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   RE: [xml-dev] Who blows the whistle on Microsoft? Time to stand up

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It is not a tightly coupled world.  Far from it. 
It is a world in which web technologies are applied 
but the content is not available to everyone in any 
conceivable situation. 

Does your company put all of its internal financial 
reports, product plans, strategic plans, and so forth 
on the public web?

XAML, XUL, MID, this means to use an alternative framework 
to HTML thrives or dies on whether or not it has features 
that are useful.   The question should be at this juncture, 
some two to three years ahead of the fielding, why one 
prefers this style of client markup? What are the advantages? 
Why XUL?  Why XAML?  I know why we did the MID but that is 
an archaeology exercise at this point.

Microsoft stated they were announcing this ahead of time to 
get feedback.  Ok, one message is that some will be unhappy 
because this isn't HTML/SVG/XUL whatever.  Noted.  Now, what 
are the technical reasons for preferring this?  Anyone? 

1.  To get a framework where GUI controls are NOT embedded 
in a text rendering engine.  In other words, to get a web 
GUI that is not in an HTML straitjacket.


From: Michael Champion [mailto:mc@xegesis.org]

On Monday, Nov 3, 2003, at 17:28 America/Detroit, Dare Obasanjo wrote:

>  Over time people have gotten this twisted belief
> that unless an XML technology is rubber stamped by some brahmins in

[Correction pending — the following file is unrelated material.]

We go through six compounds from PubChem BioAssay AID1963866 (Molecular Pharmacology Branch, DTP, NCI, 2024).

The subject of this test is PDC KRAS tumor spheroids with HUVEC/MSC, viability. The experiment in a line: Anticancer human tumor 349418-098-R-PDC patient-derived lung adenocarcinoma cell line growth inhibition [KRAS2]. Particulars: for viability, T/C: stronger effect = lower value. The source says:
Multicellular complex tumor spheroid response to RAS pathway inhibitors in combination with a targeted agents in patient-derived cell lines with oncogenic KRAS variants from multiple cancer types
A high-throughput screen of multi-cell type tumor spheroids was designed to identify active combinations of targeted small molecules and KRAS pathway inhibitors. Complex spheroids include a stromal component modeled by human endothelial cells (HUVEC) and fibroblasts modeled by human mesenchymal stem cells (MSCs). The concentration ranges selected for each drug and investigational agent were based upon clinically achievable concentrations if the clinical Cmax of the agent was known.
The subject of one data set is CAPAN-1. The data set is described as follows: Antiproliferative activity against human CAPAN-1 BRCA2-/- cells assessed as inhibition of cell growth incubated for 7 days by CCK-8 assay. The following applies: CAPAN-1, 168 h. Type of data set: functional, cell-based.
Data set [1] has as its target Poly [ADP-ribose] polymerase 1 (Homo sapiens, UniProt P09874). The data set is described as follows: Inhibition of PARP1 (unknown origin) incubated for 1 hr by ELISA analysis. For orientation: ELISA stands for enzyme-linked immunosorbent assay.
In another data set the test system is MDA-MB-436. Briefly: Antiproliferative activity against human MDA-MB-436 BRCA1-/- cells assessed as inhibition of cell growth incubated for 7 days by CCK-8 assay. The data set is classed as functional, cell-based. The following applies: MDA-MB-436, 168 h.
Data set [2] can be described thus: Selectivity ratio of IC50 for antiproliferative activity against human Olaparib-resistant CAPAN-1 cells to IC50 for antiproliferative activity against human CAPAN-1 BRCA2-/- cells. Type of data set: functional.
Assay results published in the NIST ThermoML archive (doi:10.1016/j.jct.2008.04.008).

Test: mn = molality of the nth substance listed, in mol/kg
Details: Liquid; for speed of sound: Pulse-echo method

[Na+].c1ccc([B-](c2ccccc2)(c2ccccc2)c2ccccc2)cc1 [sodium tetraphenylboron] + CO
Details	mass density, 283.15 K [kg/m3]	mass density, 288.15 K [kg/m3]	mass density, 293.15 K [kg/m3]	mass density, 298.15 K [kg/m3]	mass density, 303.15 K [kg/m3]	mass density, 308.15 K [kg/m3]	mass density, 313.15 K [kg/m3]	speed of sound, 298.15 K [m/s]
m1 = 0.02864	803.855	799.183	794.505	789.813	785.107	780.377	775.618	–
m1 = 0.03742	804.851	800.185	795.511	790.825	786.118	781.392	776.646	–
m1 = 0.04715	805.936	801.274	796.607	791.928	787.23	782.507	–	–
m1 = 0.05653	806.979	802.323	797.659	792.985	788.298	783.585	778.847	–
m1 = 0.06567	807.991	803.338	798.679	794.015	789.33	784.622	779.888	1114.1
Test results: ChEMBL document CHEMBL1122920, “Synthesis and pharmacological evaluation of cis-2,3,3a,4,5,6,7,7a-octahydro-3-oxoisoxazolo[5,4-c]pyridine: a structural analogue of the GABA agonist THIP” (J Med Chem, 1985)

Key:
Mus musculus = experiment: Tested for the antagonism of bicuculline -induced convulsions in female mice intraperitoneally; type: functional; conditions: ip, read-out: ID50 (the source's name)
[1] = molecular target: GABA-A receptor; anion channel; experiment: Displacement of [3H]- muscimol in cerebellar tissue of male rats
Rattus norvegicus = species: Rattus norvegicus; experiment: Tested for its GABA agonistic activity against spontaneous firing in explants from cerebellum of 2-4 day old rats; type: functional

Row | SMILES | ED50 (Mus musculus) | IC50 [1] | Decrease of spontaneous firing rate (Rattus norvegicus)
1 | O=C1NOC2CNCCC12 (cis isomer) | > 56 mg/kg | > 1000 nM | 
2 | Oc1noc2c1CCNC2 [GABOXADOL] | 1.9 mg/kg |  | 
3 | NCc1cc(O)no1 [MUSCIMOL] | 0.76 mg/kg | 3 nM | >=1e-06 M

> some
> working group or technical committee then it isn't worthwhile. XML is
> about freedom not serfdom, the sooner the XML community and the 
> software
> industry as a whole begin to realize this fundamental truth about XML
> the better for us all in the long run.

Absolutely!  Just add "market strategist in Redmond" to the list of 
brahmins, and I'll bet most people on this list would agree :-)  The 
"whining" about XAML, etc. is not about the right to innovate, i.e. to 
do exactly what XML is supposed to be good for.  It's a skepticism that 
the problems being addressed by the innovations are the problems that 
real people, who don't care whether software is elegant, or hard to 
write, or if their processors are underutilized, actually suffer.  It's 
also a concern for the "network effect" that organized the party we're 
all at -- cut down on the ability of people to fully exploit the 
content of a site from Linux, PalmOS or OS X devices, and you're 
cutting the value of the network as a whole. In Len's tightly coupled 
world, that doesn't matter, so he should be a happy customer; but on 
the Web it matters a lot, so don't expect kudos.


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